If you’ve ever tried pricing food photography, you may have found that getting a simple answer is hard to come by. The world of photography pricing can be a tricky subject, with sometimes vast differences depending on who you ask. It may be easy to think that it’s as simple as plating the food and taking the shot, but if we look a little closer we’ll find that there are many variables at play.
Whether you are a restaurant owner, chef, or food manufacturer in this article I’m going to give you a little more insight into food photography costs!
What Goes Into Food Photography Cost?
Experience of the Photographer
Some photographers are just starting out whilst others are masters and have years of experience.
A novice photographer will charge less and may be right for some, but for others, they may not be willing to take the risk.
During a shoot there are normally many problems that come up and must be solved on the spot. You can’t just reschedule a shoot because a problem has come up – you normally will have money tied up in a location, ingredients, the chef, a food stylist and not to mention you and your staff’s time.
An experienced professional food photographer will charge more but when you take into account the risks of using a novice, it’s normally money well spent.
Before we even get to the food, there’s preparation and planning time. We spend a lot of time up front to determine what look the client wants. How many shots are needed? How many items are there to photograph? How about the aesthetics? Summer/winter? What kind of props – should they be specific to the cuisine?
After we know what the client wants, the shoot needs to be planned out. Props and ingredients need to be sauced. Excuse my pun J Backgrounds and shooting surfaces need to be chosen. Where is the location and how do we make the shoot work there. Is the chef available?
These are just some of the many different things that need to be thought of before the shoot.
As someone working in the food industry, you already understand the time it takes to prepare your food. Simply preparing the food for eating is not enough though.
Not only must the food be prepared as close to perfection as possible but it must also be prepared in a way that looks best in a photo. Food can look very different in a picture. And it needs to be prepared differently to how you would normally cook it. For example, when photographing something saucy like a curry, it’s important to make sure the meat can be seen and isn’t hiding under all that delicious sauce.
For this job, you’ll need a food stylist. Some photographers can style food as well as shoot – especially food photographers. Food photographers that double as food stylists normally charge more as they are providing you additional valuable skills. This can save you money by not having to hire a stylist too.
Not all food photographers know how to style food though and sometimes there is just too much work for one person to handle so it’s best to have a stylist too.
Not only does a food stylist handle the preparation of the food, they often work with the photographer and client to plate the food and style the props.
The food needs to tell a story and interest the viewer. It’s the paint being applied to the canvas and it’s the difference between an OK image and a great image.
Everything that is in the frame matters. This goes from the food itself, to the type of plate and the background. The image is about more than just the food. Sometimes, a specific surface or backdrop will give the image depth and to speak the message more clearly. Food photographers will work with you to understand your goals for the shoot and how to best represent your food.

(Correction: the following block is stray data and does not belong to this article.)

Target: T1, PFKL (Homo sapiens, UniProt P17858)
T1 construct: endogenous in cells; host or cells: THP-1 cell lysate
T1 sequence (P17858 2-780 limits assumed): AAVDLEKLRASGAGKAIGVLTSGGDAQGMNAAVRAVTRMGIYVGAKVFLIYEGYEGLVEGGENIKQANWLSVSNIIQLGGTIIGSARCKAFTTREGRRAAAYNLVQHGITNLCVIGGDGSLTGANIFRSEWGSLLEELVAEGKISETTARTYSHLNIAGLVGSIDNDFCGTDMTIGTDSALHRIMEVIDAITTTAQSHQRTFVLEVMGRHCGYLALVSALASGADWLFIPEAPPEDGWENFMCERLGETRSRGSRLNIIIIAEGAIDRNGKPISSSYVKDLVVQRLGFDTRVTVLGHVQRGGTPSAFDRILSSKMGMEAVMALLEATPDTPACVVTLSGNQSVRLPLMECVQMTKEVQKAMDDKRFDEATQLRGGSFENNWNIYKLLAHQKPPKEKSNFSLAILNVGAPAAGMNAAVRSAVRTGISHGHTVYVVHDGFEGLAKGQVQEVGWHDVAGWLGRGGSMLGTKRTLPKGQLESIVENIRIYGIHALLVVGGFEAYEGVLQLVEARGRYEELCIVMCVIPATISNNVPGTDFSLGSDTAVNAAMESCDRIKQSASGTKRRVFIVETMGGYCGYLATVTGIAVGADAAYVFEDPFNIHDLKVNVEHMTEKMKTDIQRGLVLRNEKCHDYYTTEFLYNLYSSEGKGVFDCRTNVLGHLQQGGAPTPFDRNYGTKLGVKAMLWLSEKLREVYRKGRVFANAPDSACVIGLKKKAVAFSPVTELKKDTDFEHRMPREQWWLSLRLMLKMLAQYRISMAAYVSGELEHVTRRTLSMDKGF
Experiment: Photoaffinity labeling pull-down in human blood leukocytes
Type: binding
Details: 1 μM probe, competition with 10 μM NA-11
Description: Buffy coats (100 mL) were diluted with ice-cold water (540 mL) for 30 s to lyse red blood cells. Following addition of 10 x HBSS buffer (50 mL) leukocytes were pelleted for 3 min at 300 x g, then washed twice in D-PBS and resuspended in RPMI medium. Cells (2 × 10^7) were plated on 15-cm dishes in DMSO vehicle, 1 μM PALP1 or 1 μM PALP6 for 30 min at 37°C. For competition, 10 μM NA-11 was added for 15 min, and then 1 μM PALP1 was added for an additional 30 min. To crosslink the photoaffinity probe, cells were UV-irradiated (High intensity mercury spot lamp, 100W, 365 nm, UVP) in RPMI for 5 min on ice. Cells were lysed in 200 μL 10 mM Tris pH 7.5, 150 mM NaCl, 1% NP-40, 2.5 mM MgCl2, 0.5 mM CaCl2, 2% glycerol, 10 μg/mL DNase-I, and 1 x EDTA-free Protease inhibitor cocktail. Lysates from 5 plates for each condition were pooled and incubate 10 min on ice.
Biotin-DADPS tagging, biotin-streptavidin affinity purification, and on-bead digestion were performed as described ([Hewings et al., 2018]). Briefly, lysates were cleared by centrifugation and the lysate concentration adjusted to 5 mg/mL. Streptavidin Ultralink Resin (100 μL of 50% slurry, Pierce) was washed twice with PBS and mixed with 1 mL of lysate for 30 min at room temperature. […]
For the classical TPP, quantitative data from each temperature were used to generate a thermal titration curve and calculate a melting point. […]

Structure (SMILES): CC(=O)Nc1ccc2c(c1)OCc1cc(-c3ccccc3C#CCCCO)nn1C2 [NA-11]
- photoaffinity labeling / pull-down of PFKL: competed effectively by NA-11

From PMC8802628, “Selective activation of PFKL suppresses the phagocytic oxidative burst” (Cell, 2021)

Where you decide to shoot will also affect food photography prices. In most cases, photographers are happy to travel to your location no matter if it’s a restaurant, cafe or boardroom. If a studio is needed, that can be arranged as well – in Sydney, photography studios are normally charged as a half day or a full day.
Finally, we arrive at the part most people are familiar with. The shoot.
There are lots of elements here that affect the price of food photography. The number of dishes/products, the type of food, the number of images and the set requirements (i.e. shooting surfaces, backgrounds, props, set size, lighting requirements, crew size, location) etc.
Generally the more complex, the longer it takes and therefore the more it costs.
An often-overlooked task is the post production/editing, which is additional time the photographer has to put in. And the job is not easy!
There are many hours spent during this process, looking through each and every shot, picking the best ones and fine tuning each of them to perfection.
The photographer has to have extensive knowledge of their photo editing software of choice. This is the moment where all of the hard work of planning and shooting brings dividends. But if the photographer doesn’t know how to edit well, then all of your beautiful work could be ruined!
Again there are many factors in editing that affect the cost. This includes the need for cropping, colour matching, retouching of imperfections, adjustment of tones. It can take from a few minutes per image to a few hours depending on the requirements of the job.
So How Much Does It Cost?
Long story short, it depends on your situation. All of the things above (plus any other unplanned situations) come together in the final quote or estimate for food photography. It can range from $300 for a few images to tens of thousands for larger projects like a cookbook. The only way to know, is to reach out to food photographers and tell them what you need, get a few quotes, view their work/quality and make a selection!